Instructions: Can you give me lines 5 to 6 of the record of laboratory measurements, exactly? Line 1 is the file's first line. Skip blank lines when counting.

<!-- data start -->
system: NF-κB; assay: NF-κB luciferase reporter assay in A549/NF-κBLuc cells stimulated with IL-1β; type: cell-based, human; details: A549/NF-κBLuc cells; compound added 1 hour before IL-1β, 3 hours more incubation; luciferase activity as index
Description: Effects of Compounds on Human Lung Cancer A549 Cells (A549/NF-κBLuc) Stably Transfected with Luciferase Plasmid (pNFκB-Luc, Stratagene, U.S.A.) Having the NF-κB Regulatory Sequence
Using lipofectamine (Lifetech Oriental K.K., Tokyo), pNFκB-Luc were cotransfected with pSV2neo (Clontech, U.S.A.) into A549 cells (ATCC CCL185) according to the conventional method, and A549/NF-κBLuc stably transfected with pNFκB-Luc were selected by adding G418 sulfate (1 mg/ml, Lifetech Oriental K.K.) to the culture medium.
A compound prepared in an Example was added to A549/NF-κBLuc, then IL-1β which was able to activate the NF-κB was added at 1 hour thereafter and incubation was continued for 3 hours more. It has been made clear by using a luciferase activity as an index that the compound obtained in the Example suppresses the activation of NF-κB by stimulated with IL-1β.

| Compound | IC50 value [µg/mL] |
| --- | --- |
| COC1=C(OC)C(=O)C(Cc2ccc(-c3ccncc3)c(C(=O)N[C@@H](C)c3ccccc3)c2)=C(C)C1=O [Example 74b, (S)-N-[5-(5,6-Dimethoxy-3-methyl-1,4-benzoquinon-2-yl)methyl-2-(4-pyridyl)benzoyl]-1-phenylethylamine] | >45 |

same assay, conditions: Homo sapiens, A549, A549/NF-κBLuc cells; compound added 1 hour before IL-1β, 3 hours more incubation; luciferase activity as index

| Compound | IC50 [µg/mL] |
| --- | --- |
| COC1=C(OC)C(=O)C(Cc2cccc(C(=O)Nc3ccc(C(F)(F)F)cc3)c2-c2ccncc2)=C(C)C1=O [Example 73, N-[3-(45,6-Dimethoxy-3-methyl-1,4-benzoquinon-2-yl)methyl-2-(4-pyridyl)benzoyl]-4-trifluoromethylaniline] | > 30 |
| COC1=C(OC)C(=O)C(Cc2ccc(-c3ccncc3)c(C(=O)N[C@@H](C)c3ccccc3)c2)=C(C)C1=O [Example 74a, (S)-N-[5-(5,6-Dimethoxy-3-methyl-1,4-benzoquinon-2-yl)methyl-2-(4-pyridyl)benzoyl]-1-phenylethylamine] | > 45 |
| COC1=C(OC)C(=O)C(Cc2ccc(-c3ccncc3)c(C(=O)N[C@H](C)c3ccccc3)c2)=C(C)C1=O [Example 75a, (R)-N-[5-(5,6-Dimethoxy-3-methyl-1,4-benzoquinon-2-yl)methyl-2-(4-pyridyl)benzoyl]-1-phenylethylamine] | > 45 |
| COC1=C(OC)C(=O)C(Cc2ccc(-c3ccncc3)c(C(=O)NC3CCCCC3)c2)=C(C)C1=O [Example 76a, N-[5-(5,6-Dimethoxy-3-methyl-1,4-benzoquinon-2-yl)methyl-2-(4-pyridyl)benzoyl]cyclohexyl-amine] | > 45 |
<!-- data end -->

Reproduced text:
| Compound | IC50 value [µg/mL] |
| --- | --- |